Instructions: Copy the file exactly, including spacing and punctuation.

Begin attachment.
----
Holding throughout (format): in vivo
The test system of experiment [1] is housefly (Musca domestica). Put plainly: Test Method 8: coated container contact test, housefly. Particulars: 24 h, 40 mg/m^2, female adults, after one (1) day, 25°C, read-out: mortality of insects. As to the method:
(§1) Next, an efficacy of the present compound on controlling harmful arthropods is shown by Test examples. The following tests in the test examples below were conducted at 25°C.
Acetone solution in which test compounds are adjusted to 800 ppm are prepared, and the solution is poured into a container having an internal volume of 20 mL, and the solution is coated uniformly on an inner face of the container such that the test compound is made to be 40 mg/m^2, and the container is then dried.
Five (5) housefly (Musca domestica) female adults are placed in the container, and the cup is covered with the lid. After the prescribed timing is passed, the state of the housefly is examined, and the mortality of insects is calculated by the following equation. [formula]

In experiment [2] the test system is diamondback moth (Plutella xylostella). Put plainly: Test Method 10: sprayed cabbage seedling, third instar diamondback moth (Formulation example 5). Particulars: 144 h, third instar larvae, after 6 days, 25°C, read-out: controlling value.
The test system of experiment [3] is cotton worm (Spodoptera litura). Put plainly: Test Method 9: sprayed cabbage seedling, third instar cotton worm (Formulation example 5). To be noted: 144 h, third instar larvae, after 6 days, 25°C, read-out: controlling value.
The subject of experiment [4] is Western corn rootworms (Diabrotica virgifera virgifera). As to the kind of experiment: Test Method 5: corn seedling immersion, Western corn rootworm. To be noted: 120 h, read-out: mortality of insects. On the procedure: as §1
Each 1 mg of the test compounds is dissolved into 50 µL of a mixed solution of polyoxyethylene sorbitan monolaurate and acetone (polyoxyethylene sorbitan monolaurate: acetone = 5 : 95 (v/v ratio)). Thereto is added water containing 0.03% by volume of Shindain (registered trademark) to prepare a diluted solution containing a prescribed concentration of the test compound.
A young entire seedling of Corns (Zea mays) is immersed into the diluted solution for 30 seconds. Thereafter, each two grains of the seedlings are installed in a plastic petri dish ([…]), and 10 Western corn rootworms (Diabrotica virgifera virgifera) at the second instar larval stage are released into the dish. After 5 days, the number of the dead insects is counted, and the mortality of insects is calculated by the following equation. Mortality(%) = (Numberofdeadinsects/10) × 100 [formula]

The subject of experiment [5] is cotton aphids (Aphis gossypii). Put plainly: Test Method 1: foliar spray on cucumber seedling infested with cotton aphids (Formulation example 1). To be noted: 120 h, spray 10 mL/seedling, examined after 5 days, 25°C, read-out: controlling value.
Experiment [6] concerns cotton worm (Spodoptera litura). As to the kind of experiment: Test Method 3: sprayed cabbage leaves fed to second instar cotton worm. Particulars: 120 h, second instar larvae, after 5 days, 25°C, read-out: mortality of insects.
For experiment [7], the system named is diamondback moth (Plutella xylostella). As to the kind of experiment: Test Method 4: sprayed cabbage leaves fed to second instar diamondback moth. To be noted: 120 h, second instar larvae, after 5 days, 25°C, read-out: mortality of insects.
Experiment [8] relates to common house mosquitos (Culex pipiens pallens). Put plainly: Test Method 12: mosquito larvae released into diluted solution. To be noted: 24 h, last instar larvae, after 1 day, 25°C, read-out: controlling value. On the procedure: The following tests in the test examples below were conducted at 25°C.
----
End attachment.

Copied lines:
Holding throughout (format): in vivo
The test system of experiment [1] is housefly (Musca domestica). Put plainly: Test Method 8: coated container contact test, housefly. Particulars: 24 h, 40 mg/m^2, female adults, after one (1) day, 25°C, read-out: mortality of insects. As to the method:
(§1) Next, an efficacy of the present compound on controlling harmful arthropods is shown by Test examples. The following tests in the test examples below were conducted at 25°C.
Acetone solution in which test compounds are adjusted to 800 ppm are prepared, and the solution is poured into a container having an internal volume of 20 mL, and the solution is coated uniformly on an inner face of the container such that the test compound is made to be 40 mg/m^2, and the container is then dried.
Five (5) housefly (Musca domestica) female adults are placed in the container, and the cup is covered with the lid. After the prescribed timing is passed, the state of the housefly is examined, and the mortality of insects is calculated by the following equation. [formula]

In experiment [2] the test system is diamondback moth (Plutella xylostella). Put plainly: Test Method 10: sprayed cabbage seedling, third instar diamondback moth (Formulation example 5). Particulars: 144 h, third instar larvae, after 6 days, 25°C, read-out: controlling value.
The test system of experiment [3] is cotton worm (Spodoptera litura). Put plainly: Test Method 9: sprayed cabbage seedling, third instar cotton worm (Formulation example 5). To be noted: 144 h, third instar larvae, after 6 days, 25°C, read-out: controlling value.
The subject of experiment [4] is Western corn rootworms (Diabrotica virgifera virgifera). As to the kind of experiment: Test Method 5: corn seedling immersion, Western corn rootworm. To be noted: 120 h, read-out: mortality of insects. On the procedure: as §1
Each 1 mg of the test compounds is dissolved into 50 µL of a mixed solution of polyoxyethylene sorbitan monolaurate and acetone (polyoxyethylene sorbitan monolaurate: acetone = 5 : 95 (v/v ratio)). Thereto is added water containing 0.03% by volume of Shindain (registered trademark) to prepare a diluted solution containing a prescribed concentration of the test compound.
A young entire seedling of Corns (Zea mays) is immersed into the diluted solution for 30 seconds. Thereafter, each two grains of the seedlings are installed in a plastic petri dish ([…]), and 10 Western corn rootworms (Diabrotica virgifera virgifera) at the second instar larval stage are released into the dish. After 5 days, the number of the dead insects is counted, and the mortality of insects is calculated by the following equation. Mortality(%) = (Numberofdeadinsects/10) × 100 [formula]

The subject of experiment [5] is cotton aphids (Aphis gossypii). Put plainly: Test Method 1: foliar spray on cucumber seedling infested with cotton aphids (Formulation example 1). To be noted: 120 h, spray 10 mL/seedling, examined after 5 days, 25°C, read-out: controlling value.
Experiment [6] concerns cotton worm (Spodoptera litura). As to the kind of experiment: Test Method 3: sprayed cabbage leaves fed to second instar cotton worm. Particulars: 120 h, second instar larvae, after 5 days, 25°C, read-out: mortality of insects.
For experiment [7], the system named is diamondback moth (Plutella xylostella). As to the kind of experiment: Test Method 4: sprayed cabbage leaves fed to second instar diamondback moth. To be noted: 120 h, second instar larvae, after 5 days, 25°C, read-out: mortality of insects.
Experiment [8] relates to common house mosquitos (Culex pipiens pallens). Put plainly: Test Method 12: mosquito larvae released into diluted solution. To be noted: 24 h, last instar larvae, after 1 day, 25°C, read-out: controlling value. On the procedure: The following tests in the test examples below were conducted at 25°C.